gan; Richard P. DelPAquila, State Section Director for Cuyahoga County in Ohio; Bill Pitts, State Section Director for Sebastian, Crawford, Scott and Logan Counties in Arkansas; and Mrs. Jennie Zeidman, State Section Director for Franklin and Delaware Counties in Ohio. Three of these outstanding people attended the Regional UFO Conference held at Eureka Springs, Arkansas on March 25 and 26, hosted by Bill Pitts and Arkansas MUFON. All four candidates have expressed a sincere desire to serve as the Central Regional Director, if elected to the MUFON Board of Directors by their peers. A ballot will be enclosed in the May 1988 issue of the MUFON UFO Journal to all members in the Central States Region so they may vote for their choice. Each of the four has recognized that Dan Wright has done a superb job, therefore they have accepted the challenge to maintain his track record of leadership and accomplishments. Robert D. Boyd, State Director for Alabama, has published an "International Who's Who in Ufoloqy Directory," (1988 edition), 280 pages, softbound, that is now available for sale through Mr. Boyd at P.O. Box 66404, Mobile, Alabama 36606, U.S.A. The price for a single copy is $6.95 plus $2.00 for postage, packaging and handling. There is a reduced P. and H. for multiple copies. Please remit a check or money order (international orders in U.S. dollars) made payable to Robert D. Boyd. (Please allow 4 to 6 weeks delivery time.) Francis Ridge, State Director for Indiana, has advised that Journal subscribers can obtain an "update" on UFO activity by periodically purchasing a copy of the UFO INTELLIGENCE SUMMARY whenever they wish. The price for a current issue is only $1.50 and includes foreign sightings. The annual subscription price is still $10.00. ***

Several UFO Conferences are being scheduled in the near future which may be of particular interest to those Continued on page 22 23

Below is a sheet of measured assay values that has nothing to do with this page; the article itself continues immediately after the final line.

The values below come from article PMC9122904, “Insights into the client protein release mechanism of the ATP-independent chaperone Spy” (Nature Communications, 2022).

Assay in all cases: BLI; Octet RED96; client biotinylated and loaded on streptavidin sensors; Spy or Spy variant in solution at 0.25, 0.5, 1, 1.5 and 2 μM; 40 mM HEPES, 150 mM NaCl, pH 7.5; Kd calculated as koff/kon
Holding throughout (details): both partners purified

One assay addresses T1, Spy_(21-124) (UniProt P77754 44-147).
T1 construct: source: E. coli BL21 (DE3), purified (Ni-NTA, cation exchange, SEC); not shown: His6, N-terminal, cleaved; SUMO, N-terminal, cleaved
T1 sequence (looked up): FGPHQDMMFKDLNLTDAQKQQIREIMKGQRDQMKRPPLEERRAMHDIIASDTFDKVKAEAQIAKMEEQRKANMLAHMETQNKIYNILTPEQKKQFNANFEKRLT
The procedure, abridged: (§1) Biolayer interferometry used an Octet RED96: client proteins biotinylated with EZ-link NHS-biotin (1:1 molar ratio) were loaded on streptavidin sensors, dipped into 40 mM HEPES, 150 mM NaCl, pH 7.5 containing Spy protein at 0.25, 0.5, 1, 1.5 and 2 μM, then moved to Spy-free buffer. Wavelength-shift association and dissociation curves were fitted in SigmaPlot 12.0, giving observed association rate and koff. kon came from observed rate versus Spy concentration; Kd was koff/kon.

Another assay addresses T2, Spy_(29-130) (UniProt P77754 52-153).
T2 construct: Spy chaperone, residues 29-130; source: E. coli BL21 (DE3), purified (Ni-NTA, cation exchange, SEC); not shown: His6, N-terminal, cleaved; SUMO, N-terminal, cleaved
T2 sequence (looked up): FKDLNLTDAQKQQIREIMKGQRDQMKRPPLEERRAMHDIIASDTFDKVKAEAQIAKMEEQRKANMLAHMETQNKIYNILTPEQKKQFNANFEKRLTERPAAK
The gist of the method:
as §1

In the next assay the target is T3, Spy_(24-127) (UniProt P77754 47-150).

DIRECTOR'S MESSAGE By Walt Andrus 1988 has been greeted with exciting gusto for UFO sightings. Part II of "The Mundrabilla Incident" in Australia is published in this issue of the Journal. Regretfully, the deadline for publishing the April issue of the Journal arrived before the latest information for Part II of the Gulf Breeze, Florida photographic case arrived. Starting Nov. 11, 1987, photographs and unusual experiences are continuing as this message is being composed. "Mr. Ed" took ten shots of an object on February 26, 1988 with a NIMSLO 3-D camera that was provided by Tom Deuley and MUFON of San Antonio under sealed and controlled conditions. Walt Andrus flew to Pensacola, Florida on March 3rd to supervise the controlled processing of the ASA 400 color print film at Coast Photo Service laboratory in Pensacola. Mr. Ed had drawn sketches of the object which he photographed, therefore the investigators felt that there was a strong possibility that he may have obtained ten exposures of a long, cigar-shaped object with many lights. At a press conference on March 4th, with TV cameras from Channels 3 and 5 electronically documenting each step of the controlled process, Walt rewound the film into the canister, cut away the wax seal on the camera back, removed the 35mm color film and handed the canister to Betty L. Amick, the manager of Coast Photo Service, Inc., for developing and printing. TV cameras and press representtives recorded and observed every step of the controlled processing, an event that was to become the first in recorded UFO history using a 3-D camera. The Pensacola News Journal and both Channel 3 WEAR-TV and Channel 5 in Pensacola/Mobile were given color enlargements of the object photographed for publication on Saturday, March 5 and the 10:00 p.m. TV news on March 4th. Further photo analysis and investigation will determine the identity of the object photographed. All ten exposures contained